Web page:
Sunday the winds were coming back around to the southwest, typical summer weather for us, but it blew southeast all night on Saturday, so the seas were a bit mixed up for the morning's trip offshore. In contrast to Friday and Saturday, hardly any shearwaters were seen on the run out in the morning and the water was very green looking in comparison. We slowed down after 0830, offshore of where we had been starting the previous days, and there were loads of Cory's Shearwaters around us just flying by. A couple of Black-capped Petrels flew by distantly and some Audubon's Shearwaters were around as the first photo-op of the morning presented itself - a Bridled Tern perched on a coconut! Brian decided to continue offshore in hopes of finding the clear blue fast moving waters of the Gulf Stream. We finally got into some current about 1000, and by 1130 we were in some nicer blue water just under 9,000 feet in depth and over 42 miles from the inlet. Most of the birds we saw on Sunday were between 30 and 40 miles offshore, much farther than they had been! There was a fly-by Sooty Shearwater first thing in the morning and then we had excellent looks at the other four species we saw on Sunday - Cory's, Great, Manx, and Audubon's. Instead of feeding flocks, today it was flocks on the water, and in one there were at least two Manx Shearwaters, one of which sat with some Audubon's for an excellent comparison! While Wilson's and Band-rumped Storm-Petrel numbers were low, we still had great looks at each, and Sunday proved to be the best yet for the diminutive Red-necked Phalaropes!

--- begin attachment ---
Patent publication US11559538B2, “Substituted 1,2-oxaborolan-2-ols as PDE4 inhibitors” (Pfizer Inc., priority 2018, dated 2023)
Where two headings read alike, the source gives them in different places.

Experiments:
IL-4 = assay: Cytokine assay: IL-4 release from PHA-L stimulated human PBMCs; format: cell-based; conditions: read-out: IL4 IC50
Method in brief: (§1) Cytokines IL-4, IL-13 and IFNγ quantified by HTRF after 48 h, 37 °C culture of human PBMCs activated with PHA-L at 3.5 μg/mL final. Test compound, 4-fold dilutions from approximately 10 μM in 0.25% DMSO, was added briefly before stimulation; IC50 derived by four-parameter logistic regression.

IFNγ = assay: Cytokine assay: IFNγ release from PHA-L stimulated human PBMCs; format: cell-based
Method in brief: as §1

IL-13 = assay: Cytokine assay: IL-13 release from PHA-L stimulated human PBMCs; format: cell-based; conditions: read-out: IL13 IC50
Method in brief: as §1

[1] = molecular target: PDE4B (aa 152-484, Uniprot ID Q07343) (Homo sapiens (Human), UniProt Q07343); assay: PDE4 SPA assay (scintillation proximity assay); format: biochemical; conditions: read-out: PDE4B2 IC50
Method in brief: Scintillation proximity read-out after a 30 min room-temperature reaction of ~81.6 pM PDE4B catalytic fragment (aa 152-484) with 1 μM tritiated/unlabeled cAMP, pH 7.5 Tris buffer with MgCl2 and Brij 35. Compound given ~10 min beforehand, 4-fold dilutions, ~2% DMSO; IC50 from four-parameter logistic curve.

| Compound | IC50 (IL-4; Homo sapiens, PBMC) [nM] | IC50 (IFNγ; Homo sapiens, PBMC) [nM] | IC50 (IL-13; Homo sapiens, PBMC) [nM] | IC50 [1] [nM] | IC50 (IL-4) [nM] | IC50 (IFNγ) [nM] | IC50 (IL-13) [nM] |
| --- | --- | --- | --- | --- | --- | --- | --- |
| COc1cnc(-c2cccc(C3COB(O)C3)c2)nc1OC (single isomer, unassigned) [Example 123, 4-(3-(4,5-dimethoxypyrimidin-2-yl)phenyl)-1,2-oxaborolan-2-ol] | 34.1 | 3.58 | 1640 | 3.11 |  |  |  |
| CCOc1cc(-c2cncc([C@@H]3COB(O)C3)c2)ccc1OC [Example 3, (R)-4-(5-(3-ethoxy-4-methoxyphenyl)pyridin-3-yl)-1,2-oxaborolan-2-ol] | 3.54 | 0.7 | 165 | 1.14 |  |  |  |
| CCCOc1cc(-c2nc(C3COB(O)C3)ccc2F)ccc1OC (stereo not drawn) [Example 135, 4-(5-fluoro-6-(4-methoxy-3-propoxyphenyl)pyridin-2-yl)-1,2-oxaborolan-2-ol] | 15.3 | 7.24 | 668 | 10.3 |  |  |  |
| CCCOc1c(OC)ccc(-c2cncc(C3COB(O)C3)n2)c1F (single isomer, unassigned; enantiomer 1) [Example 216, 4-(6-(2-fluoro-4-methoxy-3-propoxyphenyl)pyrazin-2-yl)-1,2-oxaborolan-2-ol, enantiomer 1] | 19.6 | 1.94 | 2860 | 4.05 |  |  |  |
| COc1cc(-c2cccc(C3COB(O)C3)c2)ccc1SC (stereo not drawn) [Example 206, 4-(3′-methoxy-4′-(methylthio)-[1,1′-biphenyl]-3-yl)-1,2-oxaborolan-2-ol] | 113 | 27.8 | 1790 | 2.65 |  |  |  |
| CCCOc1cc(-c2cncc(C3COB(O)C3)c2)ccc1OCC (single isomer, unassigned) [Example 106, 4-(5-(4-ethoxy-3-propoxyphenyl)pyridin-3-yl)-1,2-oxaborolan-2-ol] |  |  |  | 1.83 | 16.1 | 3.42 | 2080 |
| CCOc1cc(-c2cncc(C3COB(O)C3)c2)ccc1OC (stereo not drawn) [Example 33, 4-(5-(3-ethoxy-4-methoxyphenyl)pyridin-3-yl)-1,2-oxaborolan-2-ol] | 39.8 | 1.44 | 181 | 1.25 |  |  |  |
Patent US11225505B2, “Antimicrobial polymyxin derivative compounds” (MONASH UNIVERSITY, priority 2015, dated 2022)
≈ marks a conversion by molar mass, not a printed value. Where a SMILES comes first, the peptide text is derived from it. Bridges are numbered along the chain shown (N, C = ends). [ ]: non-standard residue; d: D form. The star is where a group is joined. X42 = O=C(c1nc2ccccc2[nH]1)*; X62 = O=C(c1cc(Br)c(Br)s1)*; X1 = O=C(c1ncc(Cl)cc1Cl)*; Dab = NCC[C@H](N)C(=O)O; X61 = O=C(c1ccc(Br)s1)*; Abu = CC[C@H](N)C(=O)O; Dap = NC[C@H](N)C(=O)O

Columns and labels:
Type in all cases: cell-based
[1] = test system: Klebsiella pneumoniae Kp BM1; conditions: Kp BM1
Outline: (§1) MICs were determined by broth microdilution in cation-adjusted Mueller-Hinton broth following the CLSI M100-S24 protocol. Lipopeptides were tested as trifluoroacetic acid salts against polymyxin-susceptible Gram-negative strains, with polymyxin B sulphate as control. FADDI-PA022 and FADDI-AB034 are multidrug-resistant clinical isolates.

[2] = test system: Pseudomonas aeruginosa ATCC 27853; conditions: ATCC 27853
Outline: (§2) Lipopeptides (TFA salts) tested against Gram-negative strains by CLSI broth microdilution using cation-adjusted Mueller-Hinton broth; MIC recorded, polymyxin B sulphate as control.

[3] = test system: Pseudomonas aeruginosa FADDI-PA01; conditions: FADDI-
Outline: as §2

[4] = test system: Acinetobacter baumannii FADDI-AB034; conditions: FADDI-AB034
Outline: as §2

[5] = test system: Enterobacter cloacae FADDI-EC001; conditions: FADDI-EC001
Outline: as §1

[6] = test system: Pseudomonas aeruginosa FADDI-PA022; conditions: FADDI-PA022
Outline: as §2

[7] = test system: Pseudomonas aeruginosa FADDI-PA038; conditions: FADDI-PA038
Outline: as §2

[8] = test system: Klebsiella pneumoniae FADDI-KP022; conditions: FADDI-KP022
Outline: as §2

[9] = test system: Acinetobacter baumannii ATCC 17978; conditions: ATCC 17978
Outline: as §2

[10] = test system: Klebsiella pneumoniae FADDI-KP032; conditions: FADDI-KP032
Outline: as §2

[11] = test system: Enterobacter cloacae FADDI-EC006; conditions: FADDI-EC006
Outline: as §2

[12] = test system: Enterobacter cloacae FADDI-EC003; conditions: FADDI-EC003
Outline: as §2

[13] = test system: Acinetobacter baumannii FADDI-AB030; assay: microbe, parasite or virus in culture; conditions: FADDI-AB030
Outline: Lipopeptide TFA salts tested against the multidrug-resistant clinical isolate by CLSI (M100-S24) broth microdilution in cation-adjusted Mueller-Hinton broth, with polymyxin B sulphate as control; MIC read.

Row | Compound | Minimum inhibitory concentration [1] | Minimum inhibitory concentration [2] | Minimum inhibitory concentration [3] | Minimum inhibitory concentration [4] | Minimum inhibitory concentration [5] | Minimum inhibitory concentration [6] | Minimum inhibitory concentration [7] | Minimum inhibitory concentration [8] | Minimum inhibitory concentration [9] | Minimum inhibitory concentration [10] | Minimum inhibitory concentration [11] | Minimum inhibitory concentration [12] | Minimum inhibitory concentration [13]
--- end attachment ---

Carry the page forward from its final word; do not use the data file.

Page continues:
Overall we had a very successful three days offshore! Not many cetaceans were seen over this long weekend, but we did have a small group of Spotted Dolphins on Friday and two Bottlenose Dolphins, one a tiny calf, on Sunday. I want to thank everyone who came offshore with us this weekend, we could not have done it without you! Also a big thanks to Scott Winton and Nate Swick for helping us out as leaders on Saturday and Sunday's trips. These were our last trips of the summer from Hatteras and our next three will be going out from Oregon Inlet to the north with Wanchese as the port of departure. It will be interesting to see what we find up there and how it compares to our summer birding off Hatteras.
Trip Lists are now posted on the website - on the right side just look for a post with the dates & trip lists.
Photos are all by me this week -Kate Sutherland
First Trindade Petrel - intermediate bird - two photos
Second Trindade Petrel - darker individual
a nice white-faced Black-capped Petrel just after taking off from the water
same individual as above
small group of Cory's Shearwaters taking off
one of the Manx Shearwaters seen on Sunday's trip
Band-rumped Storm-Petrel (left) with Wilson's Storm-Petrel (right)
Band-rumped Storm-Petrels - three photos
Red-necked Phalaropes - two photos
Adult Bridled Tern - two photos of the same individual
Young Bridled Tern (first summer)
my guess for these guys - Atlantic Flyingfish (Cypselurus melanurus) - but for now, just the genus will do! Cypselurus sp. They were around a grassline with some feeding shearwaters on Sunday's trip; we were in about 3,000 feet of water or more.